Estate plans - not just for the wealthy
When you hear the word “estate,” you may think of mansions with sprawling manicured lawns and landscapes. While this is what often comes to mind, you do not have to be wealthy to have an estate or need an estate plan.
What is an Estate Plan?
An estate plan is a series of legal documents that dictate how your assets will be managed during your life in the event of incapacity and disposed of after your death. Estate planning is the process of making those decisions for the management and disposal of your estate and drafting the legal documents to execute your plan. Your estate consists of all the property you own, such as your house(s), land, retirement, investment and savings accounts, cash, cars, clothes, jewelry, and any other items of personal property.
The key advantage of having an estate plan is the power to decide for yourself how you want your estate administered. While you are alive, you are in control in choosing who inherits your estate, what they will receive and how they will receive it. You can create your estate plan in a way that minimizes or possibly eliminates the probate process (a public court proceeding), which can be costly, lengthy and lacks privacy. You can also create your estate plan in a way that minimizes gift, estate, and income tax for your beneficiaries.
Do You Need An Estate Plan?
Yes; individuals at every age should have an estate plan that fits their current situation. A single 20-or 30-year-old just starting their career may only need a simple will and power of attorney designations, whereas an older, established professional or retiree may also need a revocable trust, life insurance, beneficiary designations among other things. The more complex your situation is (kids, multiple marriages, blended families, businesses, wealth, charitable intent, etc.) the more detailed your estate plan may need to be. Your estate plan will look different and evolve throughout your lifetime depending on your family and financial situation. It also should be periodically reviewed and revised whenever significant life changes occur, such as the birth or death of a family member, an increase or decrease in your wealth, or a change in marital status.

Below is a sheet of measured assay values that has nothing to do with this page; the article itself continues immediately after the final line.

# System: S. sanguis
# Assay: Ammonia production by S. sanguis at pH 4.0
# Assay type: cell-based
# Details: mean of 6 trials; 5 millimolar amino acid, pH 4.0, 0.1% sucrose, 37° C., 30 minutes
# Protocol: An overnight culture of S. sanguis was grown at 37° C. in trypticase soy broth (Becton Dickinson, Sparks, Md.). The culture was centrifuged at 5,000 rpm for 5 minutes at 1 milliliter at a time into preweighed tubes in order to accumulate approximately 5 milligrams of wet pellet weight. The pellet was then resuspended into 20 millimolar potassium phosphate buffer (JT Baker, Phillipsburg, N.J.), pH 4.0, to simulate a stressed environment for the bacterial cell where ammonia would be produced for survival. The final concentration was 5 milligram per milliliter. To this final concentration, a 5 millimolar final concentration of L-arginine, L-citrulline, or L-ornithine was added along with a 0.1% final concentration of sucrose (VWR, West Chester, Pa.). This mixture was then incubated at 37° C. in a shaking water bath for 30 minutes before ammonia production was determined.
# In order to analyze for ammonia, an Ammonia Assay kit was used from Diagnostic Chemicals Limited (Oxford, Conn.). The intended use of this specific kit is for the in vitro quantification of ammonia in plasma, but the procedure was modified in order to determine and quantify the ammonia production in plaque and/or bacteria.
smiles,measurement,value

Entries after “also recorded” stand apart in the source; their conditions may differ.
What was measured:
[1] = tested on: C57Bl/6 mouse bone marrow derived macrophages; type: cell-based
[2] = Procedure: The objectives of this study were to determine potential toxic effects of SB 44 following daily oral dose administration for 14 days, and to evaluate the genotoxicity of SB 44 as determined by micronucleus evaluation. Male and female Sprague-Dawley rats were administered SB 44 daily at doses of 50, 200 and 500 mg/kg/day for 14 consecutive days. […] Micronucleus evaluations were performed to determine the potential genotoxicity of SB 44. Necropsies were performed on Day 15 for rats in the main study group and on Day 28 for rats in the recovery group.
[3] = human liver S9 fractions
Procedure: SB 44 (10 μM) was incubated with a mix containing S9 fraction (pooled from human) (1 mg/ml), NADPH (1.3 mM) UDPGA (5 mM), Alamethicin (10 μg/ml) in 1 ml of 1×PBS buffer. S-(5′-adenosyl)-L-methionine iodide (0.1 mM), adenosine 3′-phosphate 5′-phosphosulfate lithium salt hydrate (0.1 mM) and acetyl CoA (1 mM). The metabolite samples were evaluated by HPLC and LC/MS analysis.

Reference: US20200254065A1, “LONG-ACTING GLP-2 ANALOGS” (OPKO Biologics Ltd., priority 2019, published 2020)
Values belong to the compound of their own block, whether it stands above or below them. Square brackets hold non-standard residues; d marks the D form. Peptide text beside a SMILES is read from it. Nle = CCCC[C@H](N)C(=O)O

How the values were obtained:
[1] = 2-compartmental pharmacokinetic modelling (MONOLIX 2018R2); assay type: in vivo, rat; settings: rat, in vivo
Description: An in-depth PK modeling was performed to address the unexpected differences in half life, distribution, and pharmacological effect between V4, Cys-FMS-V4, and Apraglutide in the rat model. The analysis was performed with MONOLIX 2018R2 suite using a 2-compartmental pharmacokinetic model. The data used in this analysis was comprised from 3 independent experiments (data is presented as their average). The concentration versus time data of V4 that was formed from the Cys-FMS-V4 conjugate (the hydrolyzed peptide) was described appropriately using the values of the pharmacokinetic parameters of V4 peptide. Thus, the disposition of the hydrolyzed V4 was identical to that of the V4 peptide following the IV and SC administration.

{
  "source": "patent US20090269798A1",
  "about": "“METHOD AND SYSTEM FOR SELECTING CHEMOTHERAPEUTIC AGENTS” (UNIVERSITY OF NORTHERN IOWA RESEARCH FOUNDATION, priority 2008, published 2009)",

It is important to talk to and collectively work with your trusted advisors, such as your attorney, tax professional and financial advisor when drafting your estate plan. You not only want to make sure that your intent is clear, but that you have planned the administration of your estate in the most advantageous manner possible for your beneficiaries and that all your estate planning documents work harmoniously together.
To help unburden your loved ones upon your death, you may also want to consider naming a corporate fiduciary, such as a bank or trust company, as the Executor of your estate or Successor Trustee of your Trust, should you need one. A corporate fiduciary, like FirstBank & Trust, will carry out your estate plan in an unbiased and impartial manner, providing you with the peace of mind that your estate plan will be fulfilled as you intended.
What Happens if You Do Not Have an Estate Plan?
If you die without a will, you will have died “intestate.” When this happens, the intestacy laws of the state where you reside will determine how your estate will be distributed. Your loved ones will have no control over the distribution of your property, or who will care for your minor children (if you have any) and how they will be cared for. The court, through the probate process, will make those decisions for you, which might not be the way you would have wanted. And, depending on your situation and the type of assets in your estate upon your death, this could take years to resolve and result in costly fees and expenses.
Estate planning is not just for the wealthy. Regardless of your age or wealth, settling your affairs after you die without a plan in place could have a long-lasting and costly impact on your loved ones. If you want control over how your assets are managed and distributed and want to protect your loved ones after your death, you need an estate plan. Don’t wait until it’s too late and let the state you live in dictate how your hard-earned assets are disposed.
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